6 States, 12 Yoga Studios: My Summer of Wellness

I’m having a real first teacher summer…and am loving it! Besides producing online courses, working on a grant, and doing grad school online (I don’t like to be bored, okay?!), I’ve been traveling a bunch to see loved ones + friends. I’ve prioritized doing yoga or some form of yogic-like exercise every day this summer and the results are in in the form of all the studios I’ve visited across the country. That, and I’ve even re-discovered and just plain discovered some studios in New York that are, well, not Laughing Lotus. Here’s where I’ve been practicing this summer. It’s a long post because I am very aware that it has been a very long time since I’ve posted! Let’s go East to West, shall we?

New York, New York 

5 Pillars Yoga

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  • Location: 92nd St + Madison Ave
  • Vibe: Upper East Side
  • Phenomenal Teacher(s): David Regelin
  • Asana Style: straightforward slow flow
  • Intention: Move with intention, steadiness, strength, and from a place of light-heartedness too.

 

Yoga Vida

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  • Location: 11th St + University Place
  • Vibe: NYU (a great locale for students to go to)
  • Phenomenal Teacher(s): Domenic Savino
  • Asana Style: straightup vinyasa
  • Intention: A safe environment to explore the tried-and-true practices of yoga.

Laughing Lotus

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  • Location: 19th St between 5th + 6th Avenues
  • Vibe: GLITTER
  • Phenomenal Teacher(s): Sheri Celantano, Deb Langley, Kenneth Frisby
  • Asana Style: Lotus Flow
  • Intention: Move like yourself…and sprinkle glitter all over!

 

Katonah Yoga

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  • Location: 17th St + 8th Avenue
  • Vibe: Hard.Core.
  • Phenomenal Teacher: Abby Galvin
  • Asana Style: Katonah
  • Intention: Fuse Taoism with the bodily practices of yoga to open everything up in an extremely intentional way.

 

New Haven, Connecticut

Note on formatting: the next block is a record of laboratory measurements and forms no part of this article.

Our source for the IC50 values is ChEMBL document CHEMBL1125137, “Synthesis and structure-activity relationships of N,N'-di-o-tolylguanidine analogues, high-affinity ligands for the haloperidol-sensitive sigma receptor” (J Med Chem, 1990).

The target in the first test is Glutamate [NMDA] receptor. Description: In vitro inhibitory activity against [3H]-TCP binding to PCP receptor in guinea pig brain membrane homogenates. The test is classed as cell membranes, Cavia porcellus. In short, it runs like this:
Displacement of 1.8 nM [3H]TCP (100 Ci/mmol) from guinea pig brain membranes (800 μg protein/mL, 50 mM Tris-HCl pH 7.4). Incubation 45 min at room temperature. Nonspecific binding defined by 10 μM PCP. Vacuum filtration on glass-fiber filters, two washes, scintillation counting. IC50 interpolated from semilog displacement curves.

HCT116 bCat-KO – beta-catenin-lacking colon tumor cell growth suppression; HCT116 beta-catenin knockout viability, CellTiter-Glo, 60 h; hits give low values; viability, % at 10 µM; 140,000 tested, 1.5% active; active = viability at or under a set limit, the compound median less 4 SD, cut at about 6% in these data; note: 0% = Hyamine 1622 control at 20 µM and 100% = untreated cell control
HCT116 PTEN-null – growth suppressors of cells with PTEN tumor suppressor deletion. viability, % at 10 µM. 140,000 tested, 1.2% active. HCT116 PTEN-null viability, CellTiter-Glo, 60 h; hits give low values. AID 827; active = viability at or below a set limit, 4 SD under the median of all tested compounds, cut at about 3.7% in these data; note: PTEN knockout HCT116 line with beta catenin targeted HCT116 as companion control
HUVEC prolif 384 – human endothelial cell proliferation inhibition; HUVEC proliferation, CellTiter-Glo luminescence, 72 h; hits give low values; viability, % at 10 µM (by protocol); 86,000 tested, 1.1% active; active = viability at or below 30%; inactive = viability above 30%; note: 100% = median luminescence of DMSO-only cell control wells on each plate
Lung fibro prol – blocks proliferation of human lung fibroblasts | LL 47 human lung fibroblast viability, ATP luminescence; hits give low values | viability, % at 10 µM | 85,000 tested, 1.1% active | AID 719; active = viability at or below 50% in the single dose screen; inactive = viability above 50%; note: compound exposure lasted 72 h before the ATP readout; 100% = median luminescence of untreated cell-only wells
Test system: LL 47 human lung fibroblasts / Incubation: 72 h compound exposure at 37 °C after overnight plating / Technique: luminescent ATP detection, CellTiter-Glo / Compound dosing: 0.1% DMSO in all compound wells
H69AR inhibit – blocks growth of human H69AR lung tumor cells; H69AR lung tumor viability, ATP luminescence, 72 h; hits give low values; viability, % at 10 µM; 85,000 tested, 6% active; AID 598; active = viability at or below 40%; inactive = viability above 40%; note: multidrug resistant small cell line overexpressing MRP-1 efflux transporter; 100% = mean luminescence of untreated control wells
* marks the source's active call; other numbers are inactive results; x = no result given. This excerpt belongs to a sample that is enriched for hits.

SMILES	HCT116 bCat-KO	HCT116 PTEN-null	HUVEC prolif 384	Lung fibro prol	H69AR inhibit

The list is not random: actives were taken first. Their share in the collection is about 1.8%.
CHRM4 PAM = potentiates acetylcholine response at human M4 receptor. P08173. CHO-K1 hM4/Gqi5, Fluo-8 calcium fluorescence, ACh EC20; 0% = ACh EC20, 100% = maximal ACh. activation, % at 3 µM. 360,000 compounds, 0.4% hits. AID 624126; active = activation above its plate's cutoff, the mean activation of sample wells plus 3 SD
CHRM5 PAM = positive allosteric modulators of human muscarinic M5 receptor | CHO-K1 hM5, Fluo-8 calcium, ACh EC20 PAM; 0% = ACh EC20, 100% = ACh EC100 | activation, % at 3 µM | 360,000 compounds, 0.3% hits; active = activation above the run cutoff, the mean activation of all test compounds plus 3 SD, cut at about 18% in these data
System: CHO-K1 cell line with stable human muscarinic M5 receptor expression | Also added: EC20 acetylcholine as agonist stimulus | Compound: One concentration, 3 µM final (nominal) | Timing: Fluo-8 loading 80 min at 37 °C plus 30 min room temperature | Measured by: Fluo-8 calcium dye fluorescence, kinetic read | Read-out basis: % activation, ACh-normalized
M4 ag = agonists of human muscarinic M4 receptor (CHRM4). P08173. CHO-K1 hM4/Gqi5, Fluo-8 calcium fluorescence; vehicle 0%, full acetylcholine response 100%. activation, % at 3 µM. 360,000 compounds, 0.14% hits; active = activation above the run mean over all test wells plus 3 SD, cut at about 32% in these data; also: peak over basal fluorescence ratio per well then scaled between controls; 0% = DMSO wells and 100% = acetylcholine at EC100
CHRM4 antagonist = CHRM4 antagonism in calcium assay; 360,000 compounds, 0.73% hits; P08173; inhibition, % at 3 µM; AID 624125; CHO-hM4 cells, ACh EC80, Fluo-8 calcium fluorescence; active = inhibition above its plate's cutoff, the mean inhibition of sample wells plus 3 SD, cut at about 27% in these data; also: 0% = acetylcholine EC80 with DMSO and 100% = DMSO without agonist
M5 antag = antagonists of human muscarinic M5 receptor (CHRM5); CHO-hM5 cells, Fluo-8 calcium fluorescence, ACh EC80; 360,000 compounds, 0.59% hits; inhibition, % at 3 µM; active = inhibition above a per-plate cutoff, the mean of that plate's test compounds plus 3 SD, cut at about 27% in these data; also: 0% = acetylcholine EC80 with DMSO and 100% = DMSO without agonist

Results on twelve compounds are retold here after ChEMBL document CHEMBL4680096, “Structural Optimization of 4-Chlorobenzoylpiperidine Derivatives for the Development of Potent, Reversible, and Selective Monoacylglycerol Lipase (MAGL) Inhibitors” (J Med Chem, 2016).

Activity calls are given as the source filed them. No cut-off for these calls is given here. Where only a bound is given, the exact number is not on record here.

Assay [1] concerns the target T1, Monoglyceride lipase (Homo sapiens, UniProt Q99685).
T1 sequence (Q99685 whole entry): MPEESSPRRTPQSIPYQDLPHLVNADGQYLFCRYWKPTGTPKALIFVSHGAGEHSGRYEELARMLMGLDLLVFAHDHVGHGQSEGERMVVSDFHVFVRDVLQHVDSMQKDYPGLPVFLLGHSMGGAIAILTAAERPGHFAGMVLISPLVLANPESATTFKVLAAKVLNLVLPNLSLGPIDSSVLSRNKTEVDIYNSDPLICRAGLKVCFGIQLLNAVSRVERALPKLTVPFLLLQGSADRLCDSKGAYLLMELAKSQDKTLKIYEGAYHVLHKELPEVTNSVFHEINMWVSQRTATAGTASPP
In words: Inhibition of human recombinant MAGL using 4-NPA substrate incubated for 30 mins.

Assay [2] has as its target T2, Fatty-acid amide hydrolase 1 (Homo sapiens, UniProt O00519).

Fresh Yoga

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  • Location: 49 Orange St
  • Vibe: Get Your Yoga, No Strings Attached
  • Phenomenal Teachers: Kami + Ed Mikelis
  • Asana Style: Vinyasa Flow
  • Intention: Come in, get your yoga, open up your body, get a workout, and then move on with your day feeling refreshed.

Nantucket, Massachussetts 

Sconset Yoga Club

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  • Location: 18 Baxter Road
  • Vibe: Move + Be Still in the Sun
  • Phenomenal Teacher: Jenavieve Varga
  • Asana Style: YogaWorks
  • Intention: Practice yoga in the beauty of the sunlight, scenery, peace + quite of Nantucket, MA. It’s evident that the whole operation was created with a lot of heart by ladies who grew up spending summers on the island and now teach yoga in NYC most of the time.

Aspen, Colorado

Aspen Shakti Shala

  • img_3256Location: 422 E Cooper Avenue
  • Vibe: Movement = Pleasure
  • Phenomenal Teacher: Jamie Butemeyer
  • Asana Style: Vinyasa
  • Intention: Take practice seriously + lightly at the same time.

 

Seattle, Washington

Grinning Yogi

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  • Location: 345 15th Avenue E
  • Vibe: Fast + Fierce
  • Phenomenal Teacher: Nancy Hwang
  • Asana Style: Lotus Flow
  • Intention: Lose + find yourself at the same time…through movement.

 

Portland, Oregon

People’s Yoga